Nothing is more critical to receiver performance than the LNA. This is the active component that increases the power of the received signal (it produces gain). The power handling of the LNA means how much power can it be hit with before it is permanently damaged. Typical MMIC LNAs can handle from 10 milliwatts to half a watt. The damage to an LNA is not necessarily catastrophic, only a small change in gain can result from overdriving it. The noise figure usually does not degrade by much unless the gain of the device is reduced by several dB. Designing an LNA for high-power use is called "hardening".
Image rejection filter
Used to reduce image noise foldover.
The device that converts the incoming RF frequency to intermediate frequency is called a mixer.
The cleanup IF filter's purpose is to remove unwanted high frequency signals such as the RF and LO, which could cause additional distortion products when they pass through the IF amplifier. It is usually a low-pass filter (LPF), and could use low-cost lumped components (inductors and capacitors).
You should always design a receiver with extra gain, then you can used attenuators here and there to "pad" out poor VSWRs. Places that are notorious for VSWR problems is the mixer/filter interfaces.
This is where gain can be added to the receiver without high cost. At one GHz, gain can be purchased for less than 10 cents per decibel!
The local oscillator signal must be stable (time-invariant) and maintained at a fixed or minimum power for the mixer to work properly. Often an amplifier stage is put in the LO path, and kept in compression to reduce variation in LO power coming from the exciter.
Advantages of superheterodyne receivers
The advantages of superheterodyne receiver are many. An obvious advantage is that by reducing to lower frequency, lower frequency components can be used, and in general, cost is proportional to frequency. RF gain at 40 GHz is expensive, IF gain at 1 GHz is cheap as dirt.
The second advantage is in the superior sensitivity that we almost take for granted. Filtering out unwanted signals at IF is a much easier job than filtering them out at RF, because the desired bandwidth is much higher after the signal is mixed down.
Further advantage in that many components can be designed for a fixed frequency (and even shared between different receiver designs), which is easier and cheaper than designing wideband components.
Single down-conversion versus
A receiver that has only one frequency conversion device (mixer) is said to be of single-downconversion variety. Quite often a high performance receiver has two downconversion steps. In this case we would label the frequencies RF, LO1, LO2, IF1, and IF2. There are advantages to the second downconversion approach. Having a higher IF1 frequency splits the RF and image frequencies far apart, which makes an easier task of preventing image noise foldover. For example, if your RF frequency was 10 GHz, and your IF was 3 MHz, in order to filter out the image, you'd need a filter that passes 10 GHz yet rejects 10.003 GHz. This is for all intents impossible. But if your IF frequency was 3 GHz, it is quite easy to filter out incoming noise at 13 GHz.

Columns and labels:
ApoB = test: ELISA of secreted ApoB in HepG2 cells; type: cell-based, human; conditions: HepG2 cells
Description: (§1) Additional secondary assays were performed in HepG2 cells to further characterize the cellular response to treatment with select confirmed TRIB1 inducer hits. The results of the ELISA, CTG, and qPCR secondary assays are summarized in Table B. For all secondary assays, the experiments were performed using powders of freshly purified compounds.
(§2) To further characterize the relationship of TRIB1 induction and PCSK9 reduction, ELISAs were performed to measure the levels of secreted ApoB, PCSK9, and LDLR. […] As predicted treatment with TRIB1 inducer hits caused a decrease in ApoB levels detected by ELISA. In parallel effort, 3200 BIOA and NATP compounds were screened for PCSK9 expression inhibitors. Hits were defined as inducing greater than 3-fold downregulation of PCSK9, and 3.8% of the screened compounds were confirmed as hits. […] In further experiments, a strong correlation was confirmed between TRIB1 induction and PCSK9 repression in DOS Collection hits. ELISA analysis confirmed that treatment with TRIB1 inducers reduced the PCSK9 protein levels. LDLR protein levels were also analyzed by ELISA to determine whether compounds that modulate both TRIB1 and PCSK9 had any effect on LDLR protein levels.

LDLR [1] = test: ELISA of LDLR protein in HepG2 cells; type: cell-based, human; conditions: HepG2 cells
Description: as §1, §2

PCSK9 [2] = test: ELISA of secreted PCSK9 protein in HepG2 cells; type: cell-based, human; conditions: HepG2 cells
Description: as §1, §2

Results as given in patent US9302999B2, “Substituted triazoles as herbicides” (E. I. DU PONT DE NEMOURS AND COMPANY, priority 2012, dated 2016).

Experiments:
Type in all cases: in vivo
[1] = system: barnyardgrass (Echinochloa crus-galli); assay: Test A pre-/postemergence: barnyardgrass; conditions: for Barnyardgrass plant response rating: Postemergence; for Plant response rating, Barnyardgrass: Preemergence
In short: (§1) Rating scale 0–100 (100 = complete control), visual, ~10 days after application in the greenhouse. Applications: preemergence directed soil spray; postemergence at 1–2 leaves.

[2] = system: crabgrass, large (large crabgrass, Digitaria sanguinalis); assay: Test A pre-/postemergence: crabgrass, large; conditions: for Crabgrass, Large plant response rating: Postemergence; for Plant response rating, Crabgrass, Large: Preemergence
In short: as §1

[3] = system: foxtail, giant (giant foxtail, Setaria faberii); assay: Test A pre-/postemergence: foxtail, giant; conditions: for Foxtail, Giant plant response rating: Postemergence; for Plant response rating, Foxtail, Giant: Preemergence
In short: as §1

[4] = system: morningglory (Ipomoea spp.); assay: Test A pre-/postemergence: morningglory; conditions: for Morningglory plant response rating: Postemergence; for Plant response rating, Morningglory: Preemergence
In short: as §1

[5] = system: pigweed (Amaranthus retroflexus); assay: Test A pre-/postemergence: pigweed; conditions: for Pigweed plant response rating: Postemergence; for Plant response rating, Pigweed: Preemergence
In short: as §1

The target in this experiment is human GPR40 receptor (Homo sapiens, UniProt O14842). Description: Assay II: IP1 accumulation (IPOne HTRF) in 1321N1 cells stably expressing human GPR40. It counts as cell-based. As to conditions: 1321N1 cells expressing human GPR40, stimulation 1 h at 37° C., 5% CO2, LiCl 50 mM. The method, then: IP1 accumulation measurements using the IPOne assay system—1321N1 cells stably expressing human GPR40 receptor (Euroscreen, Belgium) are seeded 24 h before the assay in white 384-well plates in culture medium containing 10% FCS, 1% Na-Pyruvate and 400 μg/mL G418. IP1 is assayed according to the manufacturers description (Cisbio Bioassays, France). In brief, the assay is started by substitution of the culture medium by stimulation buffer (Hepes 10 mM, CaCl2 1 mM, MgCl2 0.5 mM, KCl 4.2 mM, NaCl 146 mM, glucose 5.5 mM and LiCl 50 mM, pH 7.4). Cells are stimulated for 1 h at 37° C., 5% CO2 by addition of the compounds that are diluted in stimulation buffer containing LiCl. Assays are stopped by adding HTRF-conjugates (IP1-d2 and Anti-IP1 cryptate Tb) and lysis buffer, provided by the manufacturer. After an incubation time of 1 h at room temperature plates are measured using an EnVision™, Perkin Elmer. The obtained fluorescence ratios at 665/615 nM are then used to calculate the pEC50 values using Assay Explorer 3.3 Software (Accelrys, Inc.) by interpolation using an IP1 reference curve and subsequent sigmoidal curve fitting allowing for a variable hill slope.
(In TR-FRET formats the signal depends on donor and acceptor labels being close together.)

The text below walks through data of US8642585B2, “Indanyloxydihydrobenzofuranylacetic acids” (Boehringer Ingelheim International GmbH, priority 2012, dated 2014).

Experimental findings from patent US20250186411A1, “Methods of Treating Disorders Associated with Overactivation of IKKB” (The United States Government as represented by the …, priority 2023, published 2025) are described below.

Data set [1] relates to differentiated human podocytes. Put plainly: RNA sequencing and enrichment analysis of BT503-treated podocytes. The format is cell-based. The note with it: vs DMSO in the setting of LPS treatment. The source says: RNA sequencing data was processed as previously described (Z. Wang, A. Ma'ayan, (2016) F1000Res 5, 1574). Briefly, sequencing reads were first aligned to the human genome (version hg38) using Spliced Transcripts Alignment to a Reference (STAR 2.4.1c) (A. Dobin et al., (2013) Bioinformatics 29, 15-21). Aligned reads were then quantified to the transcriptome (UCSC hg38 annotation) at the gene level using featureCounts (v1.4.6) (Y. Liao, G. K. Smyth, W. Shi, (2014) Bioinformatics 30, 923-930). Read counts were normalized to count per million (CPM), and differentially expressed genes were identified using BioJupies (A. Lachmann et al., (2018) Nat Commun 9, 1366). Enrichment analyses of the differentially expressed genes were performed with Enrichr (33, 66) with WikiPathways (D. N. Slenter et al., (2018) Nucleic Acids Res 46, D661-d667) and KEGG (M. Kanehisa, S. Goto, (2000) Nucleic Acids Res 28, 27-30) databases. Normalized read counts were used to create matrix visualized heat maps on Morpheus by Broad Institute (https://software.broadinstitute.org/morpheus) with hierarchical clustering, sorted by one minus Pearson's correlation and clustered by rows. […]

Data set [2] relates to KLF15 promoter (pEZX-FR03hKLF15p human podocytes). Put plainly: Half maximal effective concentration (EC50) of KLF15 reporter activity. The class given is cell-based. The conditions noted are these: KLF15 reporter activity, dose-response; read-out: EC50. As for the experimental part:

There is a solution to image noise no matter how close the image is to the RF, that is an image rejection mixer.
A mixer is used in a receiver to create the IF frequency. Because a mixer creates both sum and difference frequencies,
The sidebands of a mixed signal occur at the sum and difference of the RF and LO signals. Thus a 12 GHz RF signal mixed with a 10 GHz LO will produce a lower sideband of 2 GHz and an upper sideband of 22 GHz.
Mixer spurs (MxN products)
This topic is coming soon!
A mixer is used in a superhet receiver to create the IF frequency. Because a mixer creates both sum and difference frequencies, by corollary, there are two RF frequencies that will produce the exact same IF frequency. The unwanted signal frequency is called the image frequency. An example:
RF is 12 GHz
LO is 10 GHz
Upper beat frequency is 22 GHz
Lower beat frequency is 2 GHz
Image frequency is 8 GHz
The RF passes through the mixer, and two possible outputs are (sum and difference) are 22 GHz and 2 GHz. We don't have to tell you that the IF is 2 GHz, do we? The 22 GHz is the upper sideband, and is discarded by filtering the IF (usually a low pass filter is all that is required). The image frequency that would produce a 2 GHz IF is 8 GHz. What's up with this? This is because an 8 GHz RF signal will mix to 18 GHz, and minus 2 GHz. Guess what? the minus sign is unimportant, there is no such thing as a negative frequency!
Twenty dB of image rejection is about all you need before you can neglect image noise. Worst case, image noise foldover can degrade receiver noise figure by 3 dB.
Image noise foldover can be prevented in two ways: use an image filter, or use an image-rejection mixer. The image rejection filter is located between the LNA and the mixer. If you place it in front of the LNA, it doesn't do the job.
1 1 1 1 1 1 1 1 1 1 Rating 3.92 (6 Votes)